(6) admitted for equation (5) are reduced to the following canonical realizations:
1. X1= ∂x,
2. X1= ∂x,
3. X1= ∂x,
4. X1= ∂x,
5. X1= ∂x,
6. X1= ∂x,
X2= x∂x+ y∂y;
X2= ex(∂x+ ∂y). (11)
In accordance to (11) we obtain the following integrable cases for equation (5) that are
non-equivalent with respect to (9):
1. ¨ y = α(y)˙ y3;
2. ¨ y(˙ y + e) = d˙ y4+ c˙ y3+ b˙ y2+ a˙ y;
3. ¨ y = α(y)˙ y2;
4. y¨ y(˙ y + e) = d˙ y4+ c˙ y3+ b˙ y2+ a˙ y;
5. ¨ y(˙ y + β(y)) = α(y)˙ y3+ (1 − α(y)β(y))˙ y2− β(y)˙ y;
6. a) f0= 0 :
¨ y = dey˙ y3+ (−3dey+ c)˙ y2+ (−dey− (2c + 1) + be−y)˙ y
+ (−dey+ (c + 1) − be−y+ ae−2y);
b) f0?= 0 :
¨ y(˙ y + α(y)) = −˙ y3+ (1 − α(y))˙ y2+ α(y)˙ y,(12)
where α(y), β(y) are arbitrary smooth functions, a, b, c, d, e are constants.
The case 6a in (12) may be simplified by means of the substitution t = x, u = ey(see
(9) and (10)).
Equations (12) determine non-equivalent cases of the form (5) that admit two-dimen-
sional algebras (11) up to equivalence transformations (9).
Thus, summarising the above, we come to the following scheme for integration of the
Abel equation (3):
• we increase the order of equation (3), considering a second-order equation (5);
• if a corresponding equation (5) admits a two-dimensional Lie algebra, then we reduce
this algebra to one of the canonical forms (11), and thus the equation is reduced to
the respective canonical forms (12);
• we integrate the canonical form (12);
• making reverse changes of variables we obtain the solution of the Abel equation (3).
3 Case of Lie’s linearization test
According to results of S. Lie  (see also [19–22]) second-order ODEs
¨ y = f(x,y, ˙ y)(13)
can be reduced to the form
¨ u = 0,(14)
by point change of variables
t = ϕ(x,y),u = ψ(x,y),u = u(t) (15)
if equations (13) is at most cubic in the first derivative, i.e. only if equations (13) has the
¨ y + F3(x,y)˙ y3+ F2(x,y)˙ y2+ F1(x,y)˙ y + F(x,y) = 0, (16)
F3(x,y) =ϕyψyy− ψyϕyy
F2(x,y) =ϕxψyy− ψxϕyy+ 2(ϕyψxy− ψyϕxy)
F1(x,y) =ϕyψxx− ψyϕxx+ 2(ϕxψxy− ψxϕxy)
F(x,y) =ϕxψxx− ψxϕxx
For given function F3(x,y), F3(x,y), F1(x,y) and F(x,y) linearization is possible iff the
over-determined system (17) is integrable. S. Lie proved that system (17) is integrable iff
the following auxiliary system for w and z
∂x= zw − FF3−1
∂y= −w2+ F2w + F3z +∂F3
∂x= z2− Fw − F1z +∂F
∂y= −zw + FF3−1
is compatible. The compatibility conditions for this system have the form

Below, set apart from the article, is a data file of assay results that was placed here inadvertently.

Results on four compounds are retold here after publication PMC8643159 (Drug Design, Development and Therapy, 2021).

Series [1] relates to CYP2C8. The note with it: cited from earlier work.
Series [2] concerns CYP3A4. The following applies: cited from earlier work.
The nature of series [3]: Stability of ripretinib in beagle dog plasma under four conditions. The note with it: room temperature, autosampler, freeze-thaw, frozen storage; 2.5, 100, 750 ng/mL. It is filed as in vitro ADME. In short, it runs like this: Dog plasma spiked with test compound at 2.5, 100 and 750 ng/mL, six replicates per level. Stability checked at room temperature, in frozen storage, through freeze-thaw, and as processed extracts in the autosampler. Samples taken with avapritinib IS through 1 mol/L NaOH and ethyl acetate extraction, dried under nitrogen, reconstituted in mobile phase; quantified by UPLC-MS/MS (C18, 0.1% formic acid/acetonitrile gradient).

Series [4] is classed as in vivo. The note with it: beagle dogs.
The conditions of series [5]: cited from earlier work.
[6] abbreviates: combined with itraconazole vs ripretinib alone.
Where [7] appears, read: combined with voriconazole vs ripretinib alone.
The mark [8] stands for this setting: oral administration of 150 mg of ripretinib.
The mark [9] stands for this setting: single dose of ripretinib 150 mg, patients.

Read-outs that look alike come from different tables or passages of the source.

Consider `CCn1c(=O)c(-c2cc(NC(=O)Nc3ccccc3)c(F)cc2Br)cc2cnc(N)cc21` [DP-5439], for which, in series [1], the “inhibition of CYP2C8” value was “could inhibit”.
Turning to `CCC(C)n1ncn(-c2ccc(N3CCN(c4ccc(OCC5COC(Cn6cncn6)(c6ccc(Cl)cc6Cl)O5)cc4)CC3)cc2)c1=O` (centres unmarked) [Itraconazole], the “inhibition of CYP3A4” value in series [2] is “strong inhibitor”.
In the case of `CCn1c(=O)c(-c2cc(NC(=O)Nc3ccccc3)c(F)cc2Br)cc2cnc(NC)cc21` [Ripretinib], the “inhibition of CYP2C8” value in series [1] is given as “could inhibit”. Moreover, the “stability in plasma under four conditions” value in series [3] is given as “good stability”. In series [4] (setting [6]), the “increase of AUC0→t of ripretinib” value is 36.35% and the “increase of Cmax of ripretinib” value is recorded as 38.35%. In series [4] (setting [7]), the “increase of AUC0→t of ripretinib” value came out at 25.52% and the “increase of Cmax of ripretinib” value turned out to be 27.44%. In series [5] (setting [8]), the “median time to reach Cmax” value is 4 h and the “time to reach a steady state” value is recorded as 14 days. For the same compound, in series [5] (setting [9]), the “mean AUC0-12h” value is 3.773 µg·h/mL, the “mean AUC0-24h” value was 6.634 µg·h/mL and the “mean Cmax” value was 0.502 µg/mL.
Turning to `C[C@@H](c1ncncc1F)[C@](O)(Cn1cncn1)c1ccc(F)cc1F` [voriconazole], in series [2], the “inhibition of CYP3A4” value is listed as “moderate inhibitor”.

3(F3)xx− 2(F2)xy+ (F1)yy= (3F1F3− F2
3Fyy− 2(F1)xy+ (F2)xx= 3(FF3)x− 3(FF2− F2
2)x− 3(FF3)y− 3F3Fy+ F2(F1)y,
1)y+ 3F(F3)x− F1(F2)x
(subscripts x and y denote differentiations with respect to x and y, respectively).
So, following [21,22] a necessary and sufficient condition of lineariziation for equations
of form (16) is that functions F3(x,y), F2(x,y), F1(x,y) and F(x,y) satisfy the conditions
In case f0(y) ≡ 0 equations (5) is partial case of (16), i.e. have the following form
¨ y = ˙ y3f4(y) + ˙ y2f3(y) + ˙ yf2(y) + f1(y). (20)
This equations can be linearizable if f4(y), f3(y), f1(y) and f1(y) satisfy the conditions
(f2)yy= 3(f1f4)y+ 3f4(f1)y− f3(f2)y,
3(f1)yy= 3(f1f3− f2
And point transformations (15) which linearizing (20) can be found from system (17).
Let us note that a second-order ODE is linearizable iff it admits an eight-dimensional
Lie algebra. So, any linearizable equation (20) belongs, up to equivalence transformations
(9), belong to the set of equations (12).
It is obvious from the above that there is an alternative way for generation of new inte-
grable cases of the Abel equation based on utilisation of the relation between the Abel
equations of the first and the second kind, and relation between the equations (4) and (5)
by means of the transformations (9). Thus, starting from some integrable Abel equation
(that is of such equation for which the solution is known) it is possible to obtain new in-
tegrable cases of the Abel equations (solutions of these equations will be related through
transformations (9)). It would be possible to use for this purpose even the well-known
Riccati equation that is a partial case of the equation (2) (for generation of integrable
Riccati equations an approach that is proposed in  may be used).
We hope that new results for classification of integrable classes of ODE may be ob-
tained also using our classification of inequivalent realizations of real low-dimensional Lie
The author are grateful to Roman Popovych and Irina Yehorchenko for useful discussions
and interesting comments. the research was partially supported by National Academy of